Thornhill’s alternative twist on Metalcore coated Sydney’s ears with heavy riffs and massive breakdowns – however, this meant the boys were a little busy with all the strings on their instruments and lacked physical presence, relying on front man Jacob Charlton to carry them for majority of the set. Thankfully, as their set drew to a close and the crowd became more lively, the boys started to relax and enjoy their time on stage. Finishing up with Reptile, which features an insanely spicy riff, they left Sydney ripe and ready for Beartooth.

Walking out on stage to Queen’s We will Rock You, Beartooth let Sydney know right from the get-go that they would be rocking out tonight. Slamming straight into Bad Listener, Caleb Shomo didn’t even need to bother doing his job as a vocalist, because Sydney knew all the words and were shouting them straight back in his face. Enemy got Sydney rowdy, with the pit exploding with movement – don’t get me wrong, it was jumping from the start, but now it was violent, with kids pushing, kicking and screaming to the beat. Making sure to keep the OG’s in the crowd happy, The Lines got an enamoured response, with everybody in the room moving to this track.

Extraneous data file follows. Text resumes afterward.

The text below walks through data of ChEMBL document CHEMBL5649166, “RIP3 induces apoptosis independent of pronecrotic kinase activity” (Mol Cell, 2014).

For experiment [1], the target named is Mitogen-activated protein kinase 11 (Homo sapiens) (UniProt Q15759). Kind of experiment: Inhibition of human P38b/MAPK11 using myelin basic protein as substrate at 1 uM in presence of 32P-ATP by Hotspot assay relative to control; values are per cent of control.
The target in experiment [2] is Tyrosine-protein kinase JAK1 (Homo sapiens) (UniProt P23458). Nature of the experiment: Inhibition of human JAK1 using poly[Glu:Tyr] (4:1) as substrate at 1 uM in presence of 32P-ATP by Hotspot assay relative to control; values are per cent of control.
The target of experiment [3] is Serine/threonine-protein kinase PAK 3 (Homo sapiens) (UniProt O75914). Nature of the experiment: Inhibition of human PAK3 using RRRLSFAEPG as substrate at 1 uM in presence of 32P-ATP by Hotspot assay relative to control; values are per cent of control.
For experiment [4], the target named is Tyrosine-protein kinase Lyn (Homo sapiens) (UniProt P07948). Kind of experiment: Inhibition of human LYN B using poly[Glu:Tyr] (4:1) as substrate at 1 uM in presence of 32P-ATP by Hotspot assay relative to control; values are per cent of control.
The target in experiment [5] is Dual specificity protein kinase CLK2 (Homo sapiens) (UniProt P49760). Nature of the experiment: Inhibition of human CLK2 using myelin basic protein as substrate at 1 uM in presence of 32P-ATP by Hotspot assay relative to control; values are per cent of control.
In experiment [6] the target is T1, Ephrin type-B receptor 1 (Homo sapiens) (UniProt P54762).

Connor Denis then exploded into an impressive and lengthy drum solo – Sydney was in awe at his talent and gave him a well-deserved round of applause. The rest of Beartooth joined Denis back on stage and Shomo demanded Sydney that lose their fucking minds to You Never Know, which Sydney obeyed – with everyone in the Metro going batshit crazy. “Sydney, you don’t fucking quit,” is all Shomo had to say in response to the reckoning we brought during Body Bag.

Shomo took the time to express the worry he held prior to this show – his voice was on the verge of extinction and he was wary that his performance would lead to a poor set. He was overwhelmed with the response they were getting from Sydney, saying multiple times that this was “one of the best shows of his life,” and giving Sydney a heartwarming thank you for being one of the best crowds Beartooth had ever had. Of course, this type of speech is one I’d never have a bar of, but with Shomo sounding on the verge of tears and my 28-year old mate bawling his eyes out, you could tell that this was real and heartfelt; the American band really felt at home here in Sydney.

With the mushy shit out of the way, Beartooth continued supplying the bangers, and Sydney didn’t quit giving it their all. What other song than Disease would be more perfect to conclude Beartooth’s set on the Disease Tour? Sydney went nuts, screaming and kicking to every word, demanding “one more song.” Beartooth came back out to give Sydney what they were screaming for, ending their night with their classic In Between.

Saturday night was the most crowd participatory shows I’ve ever attended in my life. I have never felt such a sense of camaraderie and belonging between a band and crowd before. Shout out to Windwaker and Thornhill for getting us all riled up for an intense headliner, and thank you to Beartooth for putting on such a crazy show. If you missed seeing the Disease Tour, then you definitely fucked up. Fingers crossed Beartooth make good on their promise to visit Australia more often because they’re a band everyone needs to experience.